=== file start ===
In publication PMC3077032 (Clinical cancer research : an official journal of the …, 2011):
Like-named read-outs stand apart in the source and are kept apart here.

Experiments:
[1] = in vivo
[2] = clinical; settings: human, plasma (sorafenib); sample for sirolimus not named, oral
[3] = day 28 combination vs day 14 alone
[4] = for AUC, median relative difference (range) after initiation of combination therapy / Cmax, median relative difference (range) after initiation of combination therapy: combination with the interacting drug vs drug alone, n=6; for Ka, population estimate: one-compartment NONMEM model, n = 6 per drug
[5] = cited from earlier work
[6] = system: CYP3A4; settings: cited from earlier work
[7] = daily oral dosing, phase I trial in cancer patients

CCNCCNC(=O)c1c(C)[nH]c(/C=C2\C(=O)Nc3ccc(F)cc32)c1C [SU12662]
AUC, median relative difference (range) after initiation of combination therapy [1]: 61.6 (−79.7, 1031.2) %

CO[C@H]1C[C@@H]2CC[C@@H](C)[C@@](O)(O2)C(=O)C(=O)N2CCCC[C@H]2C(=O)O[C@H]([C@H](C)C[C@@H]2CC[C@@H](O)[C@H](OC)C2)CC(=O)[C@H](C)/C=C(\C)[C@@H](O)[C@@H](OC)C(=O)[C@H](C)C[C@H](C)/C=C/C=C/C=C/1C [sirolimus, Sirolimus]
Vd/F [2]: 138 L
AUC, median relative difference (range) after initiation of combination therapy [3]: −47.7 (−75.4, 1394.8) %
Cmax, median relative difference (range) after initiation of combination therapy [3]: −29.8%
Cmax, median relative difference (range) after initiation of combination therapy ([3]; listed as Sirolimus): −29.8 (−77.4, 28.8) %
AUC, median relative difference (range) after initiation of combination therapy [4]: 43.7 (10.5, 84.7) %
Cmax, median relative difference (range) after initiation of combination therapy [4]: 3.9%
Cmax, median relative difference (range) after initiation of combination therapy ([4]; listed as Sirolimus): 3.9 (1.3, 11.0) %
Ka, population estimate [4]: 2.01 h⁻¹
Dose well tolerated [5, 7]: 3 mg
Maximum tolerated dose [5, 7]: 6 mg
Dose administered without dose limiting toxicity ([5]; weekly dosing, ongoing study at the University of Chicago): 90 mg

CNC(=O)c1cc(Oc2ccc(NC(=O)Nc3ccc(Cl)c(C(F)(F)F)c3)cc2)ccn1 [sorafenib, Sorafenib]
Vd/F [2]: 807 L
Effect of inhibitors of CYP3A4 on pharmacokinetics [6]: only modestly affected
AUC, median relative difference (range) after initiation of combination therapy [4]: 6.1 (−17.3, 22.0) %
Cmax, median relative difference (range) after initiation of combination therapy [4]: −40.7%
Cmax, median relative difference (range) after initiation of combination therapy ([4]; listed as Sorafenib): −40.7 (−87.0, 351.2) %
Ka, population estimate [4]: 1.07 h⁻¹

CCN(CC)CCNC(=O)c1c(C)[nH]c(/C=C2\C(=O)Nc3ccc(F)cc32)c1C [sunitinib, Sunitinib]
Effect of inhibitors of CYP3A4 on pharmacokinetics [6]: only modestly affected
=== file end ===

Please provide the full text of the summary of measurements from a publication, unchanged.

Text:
In publication PMC3077032 (Clinical cancer research : an official journal of the …, 2011):
Like-named read-outs stand apart in the source and are kept apart here.

Experiments:
[1] = in vivo
[2] = clinical; settings: human, plasma (sorafenib); sample for sirolimus not named, oral
[3] = day 28 combination vs day 14 alone
[4] = for AUC, median relative difference (range) after initiation of combination therapy / Cmax, median relative difference (range) after initiation of combination therapy: combination with the interacting drug vs drug alone, n=6; for Ka, population estimate: one-compartment NONMEM model, n = 6 per drug
[5] = cited from earlier work
[6] = system: CYP3A4; settings: cited from earlier work
[7] = daily oral dosing, phase I trial in cancer patients

CCNCCNC(=O)c1c(C)[nH]c(/C=C2\C(=O)Nc3ccc(F)cc32)c1C [SU12662]
AUC, median relative difference (range) after initiation of combination therapy [1]: 61.6 (−79.7, 1031.2) %

CO[C@H]1C[C@@H]2CC[C@@H](C)[C@@](O)(O2)C(=O)C(=O)N2CCCC[C@H]2C(=O)O[C@H]([C@H](C)C[C@@H]2CC[C@@H](O)[C@H](OC)C2)CC(=O)[C@H](C)/C=C(\C)[C@@H](O)[C@@H](OC)C(=O)[C@H](C)C[C@H](C)/C=C/C=C/C=C/1C [sirolimus, Sirolimus]
Vd/F [2]: 138 L
AUC, median relative difference (range) after initiation of combination therapy [3]: −47.7 (−75.4, 1394.8) %
Cmax, median relative difference (range) after initiation of combination therapy [3]: −29.8%
Cmax, median relative difference (range) after initiation of combination therapy ([3]; listed as Sirolimus): −29.8 (−77.4, 28.8) %
AUC, median relative difference (range) after initiation of combination therapy [4]: 43.7 (10.5, 84.7) %
Cmax, median relative difference (range) after initiation of combination therapy [4]: 3.9%
Cmax, median relative difference (range) after initiation of combination therapy ([4]; listed as Sirolimus): 3.9 (1.3, 11.0) %
Ka, population estimate [4]: 2.01 h⁻¹
Dose well tolerated [5, 7]: 3 mg
Maximum tolerated dose [5, 7]: 6 mg
Dose administered without dose limiting toxicity ([5]; weekly dosing, ongoing study at the University of Chicago): 90 mg

CNC(=O)c1cc(Oc2ccc(NC(=O)Nc3ccc(Cl)c(C(F)(F)F)c3)cc2)ccn1 [sorafenib, Sorafenib]
Vd/F [2]: 807 L
Effect of inhibitors of CYP3A4 on pharmacokinetics [6]: only modestly affected
AUC, median relative difference (range) after initiation of combination therapy [4]: 6.1 (−17.3, 22.0) %
Cmax, median relative difference (range) after initiation of combination therapy [4]: −40.7%
Cmax, median relative difference (range) after initiation of combination therapy ([4]; listed as Sorafenib): −40.7 (−87.0, 351.2) %
Ka, population estimate [4]: 1.07 h⁻¹

CCN(CC)CCNC(=O)c1c(C)[nH]c(/C=C2\C(=O)Nc3ccc(F)cc32)c1C [sunitinib, Sunitinib]
Effect of inhibitors of CYP3A4 on pharmacokinetics [6]: only modestly affected